How does food insecurity manifest itself in bad health?
Food insecurity for children and adults is very much related to health—and particularly poor health and poor mental health. The results of nutritional intake studies in Canada show little difference between children living in food secure and food insecure households. For children, the health harm does not seem to be through nutritional deficiencies but rather the experience of food insecurity is a psycho-social stress associated with anxiety, worrying and tension.
It is important to make a distinction between “first world” and “third world” hunger. We have been able to show that in Canada, instances of actual nutrient deficiencies are few. “Stunting” for example, is pervasive in lower income countries where it is very much nutrition and infection associated. In higher income counties, child poverty has different results. It appears to be the stress that comes from an impoverished environment that is the main factor that causes harm.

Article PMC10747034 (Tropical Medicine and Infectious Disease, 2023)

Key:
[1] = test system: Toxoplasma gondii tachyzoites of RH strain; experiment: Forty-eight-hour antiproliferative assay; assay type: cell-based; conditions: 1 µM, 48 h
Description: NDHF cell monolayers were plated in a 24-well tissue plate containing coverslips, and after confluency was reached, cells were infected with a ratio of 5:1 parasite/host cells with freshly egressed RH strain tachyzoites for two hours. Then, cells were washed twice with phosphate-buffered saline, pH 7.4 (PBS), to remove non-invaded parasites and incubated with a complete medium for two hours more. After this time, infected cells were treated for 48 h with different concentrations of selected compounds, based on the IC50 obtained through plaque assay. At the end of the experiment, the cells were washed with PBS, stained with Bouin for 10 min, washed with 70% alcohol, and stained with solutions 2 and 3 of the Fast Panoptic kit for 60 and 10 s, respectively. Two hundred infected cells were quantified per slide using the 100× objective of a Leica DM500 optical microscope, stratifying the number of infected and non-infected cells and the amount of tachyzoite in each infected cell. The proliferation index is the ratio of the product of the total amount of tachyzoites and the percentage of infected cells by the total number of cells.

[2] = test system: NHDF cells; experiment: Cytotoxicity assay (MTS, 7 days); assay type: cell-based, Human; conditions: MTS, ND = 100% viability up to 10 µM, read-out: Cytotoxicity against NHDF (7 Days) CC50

Stress manifests itself physiologically. Chronic stress seems to influence the neural circuitry of the child and can create long term epigenetic changes. We have been exploring that hypothesis with our NLSCY data and can show why depression, but not self-esteem and other kinds of capabilities, is higher in children that have experienced hunger. In other words, severe food insecurity is created sociologically, but has physiological effects. We need to recognize how dangerous it is to have children experience severe food insecurity in their households and we need to understand that giving them a little bit of extra food cannot undo that. Child poverty to the point of child hunger has to be addressed as it is totally unnecessary. In fact it does not require a lot of money to keep a family out of severe child food insecurity.